Sarah eludes the cops with the help of Milo and Kwan and head over to “Chunk’s Auto Mart.” That’s right: Uncle Chunk owns a car dealership outside of Portland. Clark (Mouth) is one of his salesmen. The kids explain what has happened. Sarah shows them the book: Her dad always insisted that, given the amount of treasure found aboard Willie’s ship, a significant portion of it had to have been moved off the ship at some point, as Willie’s own log indicates they should have had several tons more booty aboard. In other words: there’s more treasure, and Sarah thinks Francis Fratelli has kidnapped her dad to make him find it for him. She needs help to go after him. Well, more specifically, they need a car.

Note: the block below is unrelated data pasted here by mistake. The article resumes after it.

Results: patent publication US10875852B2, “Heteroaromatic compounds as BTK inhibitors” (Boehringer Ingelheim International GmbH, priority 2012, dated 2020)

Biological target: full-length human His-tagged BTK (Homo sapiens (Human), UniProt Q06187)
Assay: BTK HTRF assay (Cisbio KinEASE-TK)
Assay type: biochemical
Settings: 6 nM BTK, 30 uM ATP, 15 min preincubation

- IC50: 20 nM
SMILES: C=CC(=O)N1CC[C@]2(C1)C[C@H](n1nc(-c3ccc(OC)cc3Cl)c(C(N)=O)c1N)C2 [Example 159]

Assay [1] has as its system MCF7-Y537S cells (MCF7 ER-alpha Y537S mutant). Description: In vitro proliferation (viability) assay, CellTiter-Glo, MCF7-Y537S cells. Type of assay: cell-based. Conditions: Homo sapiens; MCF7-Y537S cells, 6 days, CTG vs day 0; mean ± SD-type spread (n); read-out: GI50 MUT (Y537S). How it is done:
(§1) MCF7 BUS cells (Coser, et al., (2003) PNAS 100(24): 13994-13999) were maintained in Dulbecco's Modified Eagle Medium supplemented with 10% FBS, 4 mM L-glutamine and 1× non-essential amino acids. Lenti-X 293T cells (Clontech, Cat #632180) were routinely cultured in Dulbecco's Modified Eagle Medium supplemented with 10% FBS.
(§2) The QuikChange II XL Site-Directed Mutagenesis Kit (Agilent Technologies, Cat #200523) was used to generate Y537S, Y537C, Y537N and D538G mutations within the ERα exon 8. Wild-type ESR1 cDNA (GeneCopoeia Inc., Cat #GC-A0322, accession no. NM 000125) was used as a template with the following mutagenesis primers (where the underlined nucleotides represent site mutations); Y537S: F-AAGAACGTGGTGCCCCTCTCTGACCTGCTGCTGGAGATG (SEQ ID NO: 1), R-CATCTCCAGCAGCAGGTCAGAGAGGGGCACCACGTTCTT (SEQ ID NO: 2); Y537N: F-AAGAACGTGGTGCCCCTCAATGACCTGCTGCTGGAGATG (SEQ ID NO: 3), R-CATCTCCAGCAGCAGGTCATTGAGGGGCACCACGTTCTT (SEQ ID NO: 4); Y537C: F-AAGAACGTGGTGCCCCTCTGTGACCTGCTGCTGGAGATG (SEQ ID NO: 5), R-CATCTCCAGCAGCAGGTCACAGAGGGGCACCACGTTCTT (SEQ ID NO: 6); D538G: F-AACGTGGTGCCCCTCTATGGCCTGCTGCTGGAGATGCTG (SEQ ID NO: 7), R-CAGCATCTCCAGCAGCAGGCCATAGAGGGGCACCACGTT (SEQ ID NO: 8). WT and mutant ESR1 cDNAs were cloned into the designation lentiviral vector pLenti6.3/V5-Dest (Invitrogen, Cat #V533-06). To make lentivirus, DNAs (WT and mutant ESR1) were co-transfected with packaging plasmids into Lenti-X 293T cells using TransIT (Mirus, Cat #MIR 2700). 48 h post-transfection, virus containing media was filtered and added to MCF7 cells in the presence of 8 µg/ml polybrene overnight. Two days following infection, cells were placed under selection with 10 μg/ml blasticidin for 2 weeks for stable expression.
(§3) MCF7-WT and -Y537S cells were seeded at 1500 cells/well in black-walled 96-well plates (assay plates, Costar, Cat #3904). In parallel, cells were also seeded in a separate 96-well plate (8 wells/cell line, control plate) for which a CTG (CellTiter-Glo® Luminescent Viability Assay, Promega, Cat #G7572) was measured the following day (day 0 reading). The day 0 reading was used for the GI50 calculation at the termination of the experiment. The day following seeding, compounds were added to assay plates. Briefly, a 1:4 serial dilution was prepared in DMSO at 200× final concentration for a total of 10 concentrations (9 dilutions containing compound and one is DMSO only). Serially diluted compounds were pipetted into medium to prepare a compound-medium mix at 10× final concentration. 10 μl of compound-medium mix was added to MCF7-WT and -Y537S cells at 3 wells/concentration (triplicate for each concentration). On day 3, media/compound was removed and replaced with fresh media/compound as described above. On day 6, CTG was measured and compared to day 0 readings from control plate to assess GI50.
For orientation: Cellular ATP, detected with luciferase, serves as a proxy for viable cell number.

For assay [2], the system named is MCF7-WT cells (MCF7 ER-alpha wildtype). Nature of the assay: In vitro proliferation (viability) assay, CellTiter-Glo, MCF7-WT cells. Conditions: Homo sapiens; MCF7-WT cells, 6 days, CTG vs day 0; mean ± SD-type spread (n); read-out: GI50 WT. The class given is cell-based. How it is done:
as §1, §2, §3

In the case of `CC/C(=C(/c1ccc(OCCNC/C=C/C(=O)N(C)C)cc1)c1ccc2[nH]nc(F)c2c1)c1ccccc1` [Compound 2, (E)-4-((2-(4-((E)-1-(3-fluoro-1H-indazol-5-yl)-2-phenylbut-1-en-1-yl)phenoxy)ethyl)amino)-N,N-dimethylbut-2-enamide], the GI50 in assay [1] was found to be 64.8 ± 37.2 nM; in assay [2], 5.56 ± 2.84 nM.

Chunk doesn’t give them a car. He offers to drive. Mouth agrees to come, too. Off they go.
But to where? Cut to Francis and Mikey on a dysfunctional road trip. They’re heading south, into California. Francis tells him how he blames “you kids” for the death of his family and the loss of his whole entire life, and how he thinks Mikey owes him. We learn that Mikey theorized the extra treasure was probably transported overland by sailors who abandoned Willie and tried to make their way south to Spanish California. Mikey never figured out where, though. Francis: “A billion dollars on gold bullion don’t just vanish, Mikey!” He waves a weather-beaten, oft-folded map of California at him with a big red circle around a settlement near San Deigo. A church – a huge mission, built by some “random Spaniards” a few years after Willie’s ship was entombed.